When You Get The Hiccups, Here's What's Really Happening

If you've ever had a friend or sibling try to scare you out of the hiccups, tell them that they don't know boo. A better way to stop hiccupping is to pull your knees into your chest, according to Ehsan Ali, M.D., a Beverly Hills physician trained in internal medicine (via Insider).

No, this is not a way to work in more yoga. Rather, it tackles what happens to your body when you get the hiccups, Ali told Insider. Normally when you breathe, your diaphragm — a muscular structure that separates your chest and abdomen — contracts and expands. The diaphragm's movement also plays an important part in "expulsive actions" such as crying, vomiting, sneezing, and coughing (via Britannica).

When you get the hiccups, the diaphragm has an "unintentional movement," or a spasm, the U.S. National Library of Medicine explains (via MedlinePlus). But the spasm isn't your body's only involuntary action during the hiccups. Your vocal cords close during the spasm, producing that distinctive hiccupping sound.

Tuck your knees to your chest or sip water to quiet hiccups

Quiet your hiccups by tending to your diaphragm. Try pulling your knees to your chest, which compresses the diaphragm and may stop its spasms, Ali told Insider. He also recommends stimulating the nasopharynx — the area at the back of your throat, which is connected to your respiratory system — to nudge the diaphragm back to normal. Try pulling on your tongue, gargling with water, or sipping cold water. "The best thing to do is avoid things, foods, and drinks that you know will cause hiccups," Ali said.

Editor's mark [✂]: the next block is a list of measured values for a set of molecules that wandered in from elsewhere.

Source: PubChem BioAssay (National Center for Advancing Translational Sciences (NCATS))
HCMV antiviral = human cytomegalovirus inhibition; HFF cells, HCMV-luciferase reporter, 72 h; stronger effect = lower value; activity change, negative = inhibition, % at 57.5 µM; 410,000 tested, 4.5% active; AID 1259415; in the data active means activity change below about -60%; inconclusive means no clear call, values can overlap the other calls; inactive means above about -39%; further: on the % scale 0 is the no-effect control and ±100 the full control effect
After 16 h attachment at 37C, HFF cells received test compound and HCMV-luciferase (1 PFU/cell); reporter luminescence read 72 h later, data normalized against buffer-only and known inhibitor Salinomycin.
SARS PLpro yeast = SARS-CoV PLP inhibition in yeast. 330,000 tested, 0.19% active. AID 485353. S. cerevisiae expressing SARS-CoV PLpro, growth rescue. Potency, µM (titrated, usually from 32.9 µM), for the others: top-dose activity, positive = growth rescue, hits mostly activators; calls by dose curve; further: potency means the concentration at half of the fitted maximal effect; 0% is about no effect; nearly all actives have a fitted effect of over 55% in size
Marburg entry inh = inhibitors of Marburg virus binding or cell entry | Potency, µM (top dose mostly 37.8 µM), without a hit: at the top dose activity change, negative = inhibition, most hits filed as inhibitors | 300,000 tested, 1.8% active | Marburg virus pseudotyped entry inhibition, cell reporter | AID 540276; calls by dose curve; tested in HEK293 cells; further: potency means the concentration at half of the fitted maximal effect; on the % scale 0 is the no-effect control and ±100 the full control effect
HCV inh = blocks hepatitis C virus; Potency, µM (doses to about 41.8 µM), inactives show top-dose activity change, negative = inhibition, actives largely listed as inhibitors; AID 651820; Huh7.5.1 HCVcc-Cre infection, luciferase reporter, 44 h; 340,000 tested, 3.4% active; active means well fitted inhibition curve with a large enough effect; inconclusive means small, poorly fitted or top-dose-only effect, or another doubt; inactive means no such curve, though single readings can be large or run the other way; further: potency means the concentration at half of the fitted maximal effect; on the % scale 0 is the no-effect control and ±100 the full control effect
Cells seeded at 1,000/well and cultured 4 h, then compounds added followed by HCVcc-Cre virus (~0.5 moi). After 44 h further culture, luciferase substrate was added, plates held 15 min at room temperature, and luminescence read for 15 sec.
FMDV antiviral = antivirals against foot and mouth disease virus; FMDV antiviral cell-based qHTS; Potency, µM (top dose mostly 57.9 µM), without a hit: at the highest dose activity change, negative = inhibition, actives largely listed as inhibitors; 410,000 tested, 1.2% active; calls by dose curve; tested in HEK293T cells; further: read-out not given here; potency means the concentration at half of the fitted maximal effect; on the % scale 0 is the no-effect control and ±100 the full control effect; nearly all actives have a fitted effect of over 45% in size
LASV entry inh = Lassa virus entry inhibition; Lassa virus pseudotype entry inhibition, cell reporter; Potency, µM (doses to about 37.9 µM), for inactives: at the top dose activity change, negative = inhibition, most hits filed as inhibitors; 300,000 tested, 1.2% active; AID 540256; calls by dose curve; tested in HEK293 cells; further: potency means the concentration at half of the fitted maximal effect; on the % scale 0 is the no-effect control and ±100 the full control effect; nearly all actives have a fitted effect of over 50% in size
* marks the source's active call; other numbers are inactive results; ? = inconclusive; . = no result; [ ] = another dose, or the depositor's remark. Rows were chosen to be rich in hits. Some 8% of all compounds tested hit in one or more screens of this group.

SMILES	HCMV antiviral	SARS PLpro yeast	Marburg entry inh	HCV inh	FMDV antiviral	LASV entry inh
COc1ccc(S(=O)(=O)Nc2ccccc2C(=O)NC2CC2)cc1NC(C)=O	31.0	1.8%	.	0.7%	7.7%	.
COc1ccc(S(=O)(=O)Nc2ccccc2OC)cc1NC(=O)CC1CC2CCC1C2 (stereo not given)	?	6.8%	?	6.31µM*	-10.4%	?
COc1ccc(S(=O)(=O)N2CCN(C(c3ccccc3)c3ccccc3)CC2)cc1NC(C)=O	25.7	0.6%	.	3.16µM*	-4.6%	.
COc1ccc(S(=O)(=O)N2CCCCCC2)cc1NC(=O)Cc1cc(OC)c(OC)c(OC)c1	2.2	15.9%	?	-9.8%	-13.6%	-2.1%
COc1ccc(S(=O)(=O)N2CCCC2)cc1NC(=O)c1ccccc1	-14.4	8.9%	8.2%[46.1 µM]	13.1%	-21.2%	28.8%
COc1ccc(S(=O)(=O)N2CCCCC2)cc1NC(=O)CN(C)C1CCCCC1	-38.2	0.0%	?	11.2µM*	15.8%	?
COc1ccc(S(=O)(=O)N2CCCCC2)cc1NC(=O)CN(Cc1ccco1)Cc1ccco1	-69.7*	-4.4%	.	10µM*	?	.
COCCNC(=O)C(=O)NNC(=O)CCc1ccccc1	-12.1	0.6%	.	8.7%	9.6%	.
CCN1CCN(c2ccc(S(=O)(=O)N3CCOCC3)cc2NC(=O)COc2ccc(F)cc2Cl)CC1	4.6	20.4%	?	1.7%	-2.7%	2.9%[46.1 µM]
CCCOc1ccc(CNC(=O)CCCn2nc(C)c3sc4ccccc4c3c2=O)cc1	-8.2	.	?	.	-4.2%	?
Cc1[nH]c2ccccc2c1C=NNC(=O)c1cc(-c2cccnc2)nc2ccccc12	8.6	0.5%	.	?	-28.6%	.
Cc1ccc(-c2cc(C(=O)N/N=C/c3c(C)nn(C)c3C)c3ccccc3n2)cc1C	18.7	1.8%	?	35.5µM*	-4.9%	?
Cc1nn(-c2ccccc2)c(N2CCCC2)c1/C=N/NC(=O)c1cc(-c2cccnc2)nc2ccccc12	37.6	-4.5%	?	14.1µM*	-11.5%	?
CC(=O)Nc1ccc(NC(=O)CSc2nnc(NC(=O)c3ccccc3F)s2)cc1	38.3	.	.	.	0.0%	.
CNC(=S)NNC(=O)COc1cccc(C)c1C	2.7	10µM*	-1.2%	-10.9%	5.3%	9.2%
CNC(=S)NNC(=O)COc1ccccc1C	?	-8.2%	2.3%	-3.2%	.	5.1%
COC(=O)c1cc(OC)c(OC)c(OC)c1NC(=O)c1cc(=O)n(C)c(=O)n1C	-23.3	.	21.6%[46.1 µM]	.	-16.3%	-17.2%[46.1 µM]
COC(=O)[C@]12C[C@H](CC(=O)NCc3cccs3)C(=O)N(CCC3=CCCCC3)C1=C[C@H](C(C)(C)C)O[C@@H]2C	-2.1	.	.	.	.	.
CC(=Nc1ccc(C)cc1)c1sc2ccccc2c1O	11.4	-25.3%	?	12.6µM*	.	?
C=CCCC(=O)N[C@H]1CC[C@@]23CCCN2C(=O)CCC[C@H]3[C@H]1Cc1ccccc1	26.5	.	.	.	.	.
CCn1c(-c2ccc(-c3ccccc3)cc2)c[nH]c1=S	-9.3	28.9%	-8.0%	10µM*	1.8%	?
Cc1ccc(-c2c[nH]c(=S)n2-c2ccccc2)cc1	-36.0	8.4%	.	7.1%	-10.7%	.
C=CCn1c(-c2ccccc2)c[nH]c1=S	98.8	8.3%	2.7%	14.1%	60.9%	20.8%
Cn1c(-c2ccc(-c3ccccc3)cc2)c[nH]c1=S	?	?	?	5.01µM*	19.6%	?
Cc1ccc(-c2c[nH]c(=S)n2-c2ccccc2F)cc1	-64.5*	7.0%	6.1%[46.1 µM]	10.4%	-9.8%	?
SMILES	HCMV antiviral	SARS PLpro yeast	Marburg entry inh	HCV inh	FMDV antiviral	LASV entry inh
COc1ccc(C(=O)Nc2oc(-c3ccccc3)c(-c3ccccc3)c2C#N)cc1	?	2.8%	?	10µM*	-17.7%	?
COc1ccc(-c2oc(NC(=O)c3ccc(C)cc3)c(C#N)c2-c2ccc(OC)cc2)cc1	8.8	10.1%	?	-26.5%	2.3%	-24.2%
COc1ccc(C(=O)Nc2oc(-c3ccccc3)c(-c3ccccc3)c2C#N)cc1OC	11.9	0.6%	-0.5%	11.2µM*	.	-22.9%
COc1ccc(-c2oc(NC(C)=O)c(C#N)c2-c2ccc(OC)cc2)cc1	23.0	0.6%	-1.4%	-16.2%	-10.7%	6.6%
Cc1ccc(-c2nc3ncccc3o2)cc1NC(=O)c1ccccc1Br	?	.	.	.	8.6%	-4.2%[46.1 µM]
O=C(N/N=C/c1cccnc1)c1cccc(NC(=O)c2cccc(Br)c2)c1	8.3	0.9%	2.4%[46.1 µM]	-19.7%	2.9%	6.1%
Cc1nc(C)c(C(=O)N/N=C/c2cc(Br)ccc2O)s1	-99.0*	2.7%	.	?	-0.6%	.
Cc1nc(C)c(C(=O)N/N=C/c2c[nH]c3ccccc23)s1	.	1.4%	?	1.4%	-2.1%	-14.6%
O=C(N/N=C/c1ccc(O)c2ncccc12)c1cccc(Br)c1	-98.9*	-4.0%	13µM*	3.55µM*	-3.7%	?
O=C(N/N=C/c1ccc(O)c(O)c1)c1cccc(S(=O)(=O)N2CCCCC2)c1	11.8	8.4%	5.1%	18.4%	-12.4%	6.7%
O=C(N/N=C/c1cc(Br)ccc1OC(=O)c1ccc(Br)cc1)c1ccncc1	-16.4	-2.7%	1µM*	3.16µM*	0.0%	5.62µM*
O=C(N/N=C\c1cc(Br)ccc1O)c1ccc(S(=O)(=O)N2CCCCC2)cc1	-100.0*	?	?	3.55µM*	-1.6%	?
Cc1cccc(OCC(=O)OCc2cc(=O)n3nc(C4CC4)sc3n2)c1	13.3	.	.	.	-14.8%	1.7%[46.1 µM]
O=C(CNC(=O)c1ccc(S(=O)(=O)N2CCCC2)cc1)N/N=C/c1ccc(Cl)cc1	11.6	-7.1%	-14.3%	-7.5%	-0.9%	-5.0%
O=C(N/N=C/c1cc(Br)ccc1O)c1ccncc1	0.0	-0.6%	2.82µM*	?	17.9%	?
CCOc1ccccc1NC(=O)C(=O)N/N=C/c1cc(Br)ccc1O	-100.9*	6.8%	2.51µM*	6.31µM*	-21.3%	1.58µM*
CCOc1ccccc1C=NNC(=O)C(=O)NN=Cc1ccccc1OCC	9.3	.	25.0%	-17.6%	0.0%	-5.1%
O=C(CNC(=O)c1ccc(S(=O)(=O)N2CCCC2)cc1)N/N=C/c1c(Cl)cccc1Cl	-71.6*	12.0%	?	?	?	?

Garden-variety hiccups can be annoying but harmless and often pass within minutes. Their most common causes include (via The Mayo Clinic): swallowing air while eating or laughing, excitement or emotional stress, drinking carbonated beverages, eating too much, or drinking too much alcohol.

If your hiccups are painful, frequent, or last longer than 48 hours, consult your doctor right away. Hiccups can be a symptom of a more serious condition affecting the diaphragm, such as gastroesophageal reflux, laryngitis, a neck tumor or cyst, meningitis, or encephalitis.